Tom D'Evelyn on Poetry and Its Others (philosophy, theology, poetics)
Here’s a haiku by Buson (1716-1783) by W. S. Merwin and Takako Lento from Collected Haiku of Yosa Buson (Copper Canyon Press 2113), p 102:
cools his chisel
in the clear spring
The world is full of things like chisels. Tools. We rarely look at them for themselves; they are extensions of our intentions. But things are capable of being removed — I almost said removing themselves — from that zone and into another where they show off another dimension of their being.
Buson captures this other dimension in a very particular way. The cooling of the chisel, which had grown hot with use and needed a break (unless it should break?), transforms it for a split second, but not into something other exactly. There is nothing exact about it. That’s the point, perhaps: the chisel-self (think of Hopkins’s “inscape” and then see the difference between Buson and the Jesuit poet) in the medium of the cooling clear water of the spring is itself somehow cool, somehow clear, and somehow part of the “origin” itself as much as the spring itself may be, or may be seen to be.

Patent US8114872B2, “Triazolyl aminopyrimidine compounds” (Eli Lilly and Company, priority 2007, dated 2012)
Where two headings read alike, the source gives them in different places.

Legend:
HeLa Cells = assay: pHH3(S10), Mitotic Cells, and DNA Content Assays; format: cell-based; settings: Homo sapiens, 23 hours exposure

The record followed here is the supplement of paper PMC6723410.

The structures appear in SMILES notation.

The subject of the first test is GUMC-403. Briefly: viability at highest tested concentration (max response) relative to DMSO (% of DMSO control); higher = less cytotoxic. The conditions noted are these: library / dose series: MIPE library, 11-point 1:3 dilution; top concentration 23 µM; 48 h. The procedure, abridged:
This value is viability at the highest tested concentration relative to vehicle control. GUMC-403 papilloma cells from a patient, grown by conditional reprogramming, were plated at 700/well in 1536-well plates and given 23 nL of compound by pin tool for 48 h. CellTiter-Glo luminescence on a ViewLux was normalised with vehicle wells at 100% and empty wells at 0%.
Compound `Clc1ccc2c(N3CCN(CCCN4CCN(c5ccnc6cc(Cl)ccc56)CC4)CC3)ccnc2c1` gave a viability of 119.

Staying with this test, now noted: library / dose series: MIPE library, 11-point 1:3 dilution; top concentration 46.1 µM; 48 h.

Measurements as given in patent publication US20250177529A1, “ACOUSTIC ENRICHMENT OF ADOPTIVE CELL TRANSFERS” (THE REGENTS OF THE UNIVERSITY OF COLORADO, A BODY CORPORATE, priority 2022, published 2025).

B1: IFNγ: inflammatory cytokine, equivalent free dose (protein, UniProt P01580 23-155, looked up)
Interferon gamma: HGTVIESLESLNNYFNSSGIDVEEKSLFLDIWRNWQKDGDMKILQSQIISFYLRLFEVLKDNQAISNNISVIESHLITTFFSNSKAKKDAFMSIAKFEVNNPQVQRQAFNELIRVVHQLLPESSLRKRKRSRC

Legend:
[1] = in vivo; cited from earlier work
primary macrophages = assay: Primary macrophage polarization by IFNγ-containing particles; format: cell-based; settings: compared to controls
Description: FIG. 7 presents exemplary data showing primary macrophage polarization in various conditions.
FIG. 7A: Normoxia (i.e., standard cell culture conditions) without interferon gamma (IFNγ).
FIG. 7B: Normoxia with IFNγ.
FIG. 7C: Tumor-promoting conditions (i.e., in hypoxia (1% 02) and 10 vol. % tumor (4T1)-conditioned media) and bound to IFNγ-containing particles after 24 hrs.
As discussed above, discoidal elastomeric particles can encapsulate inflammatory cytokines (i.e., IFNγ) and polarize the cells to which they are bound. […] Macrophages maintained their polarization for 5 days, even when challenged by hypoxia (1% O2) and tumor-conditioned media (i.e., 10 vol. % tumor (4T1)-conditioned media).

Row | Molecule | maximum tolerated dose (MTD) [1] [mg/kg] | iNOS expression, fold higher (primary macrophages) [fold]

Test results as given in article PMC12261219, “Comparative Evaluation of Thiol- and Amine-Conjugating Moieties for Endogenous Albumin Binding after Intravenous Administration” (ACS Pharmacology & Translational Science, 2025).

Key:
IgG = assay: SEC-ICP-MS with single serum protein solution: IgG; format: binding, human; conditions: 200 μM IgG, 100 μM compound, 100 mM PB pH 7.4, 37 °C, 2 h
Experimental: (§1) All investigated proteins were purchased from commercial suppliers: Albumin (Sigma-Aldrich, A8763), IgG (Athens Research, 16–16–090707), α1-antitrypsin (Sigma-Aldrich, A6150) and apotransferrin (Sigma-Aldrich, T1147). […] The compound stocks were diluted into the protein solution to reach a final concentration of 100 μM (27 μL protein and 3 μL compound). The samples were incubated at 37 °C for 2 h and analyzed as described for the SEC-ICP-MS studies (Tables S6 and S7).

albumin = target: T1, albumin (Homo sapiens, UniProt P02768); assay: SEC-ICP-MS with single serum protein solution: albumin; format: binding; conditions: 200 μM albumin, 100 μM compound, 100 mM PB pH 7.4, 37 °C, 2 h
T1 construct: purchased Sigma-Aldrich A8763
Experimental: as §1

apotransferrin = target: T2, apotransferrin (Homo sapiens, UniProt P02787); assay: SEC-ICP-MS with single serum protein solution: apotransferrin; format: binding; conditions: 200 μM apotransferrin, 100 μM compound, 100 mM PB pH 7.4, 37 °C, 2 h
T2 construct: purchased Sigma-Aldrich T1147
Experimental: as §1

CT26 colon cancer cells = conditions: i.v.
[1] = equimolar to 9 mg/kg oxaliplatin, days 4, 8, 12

Buson was steeped in Taoist classics like the Zhuangzi, so he knew, rationally as it were, about relativity and transformation and the fluid transparency (universality) of the Tao.
We may say this haiku “finesses” the difference between the chisel — a very thingy thing, a classic “univocal” object — and the Tao itself. In its journey into the metaxy, the chisel has passed through its own making in the forge, through its usefulness to the stonemason and the relationship — intimate AND hierarchical — of the tool in mankind’s culture, and then, miraculously as it were, into the kindly realm of the agapeic metaxy, where all the perspectives are preserved in a distance called by theologians “beauty.”
Seeing the chisel wavering under the flowing clear water makes us see it differently, perhaps “profoundly” in Baudelaire’s sense, radiant with “correspondences” within the totality of original creation. The haiku performs “metaxyturn” on the stonemason’s chisel, showing it in the metaxy where “use” is fulfilled in agapeic presence.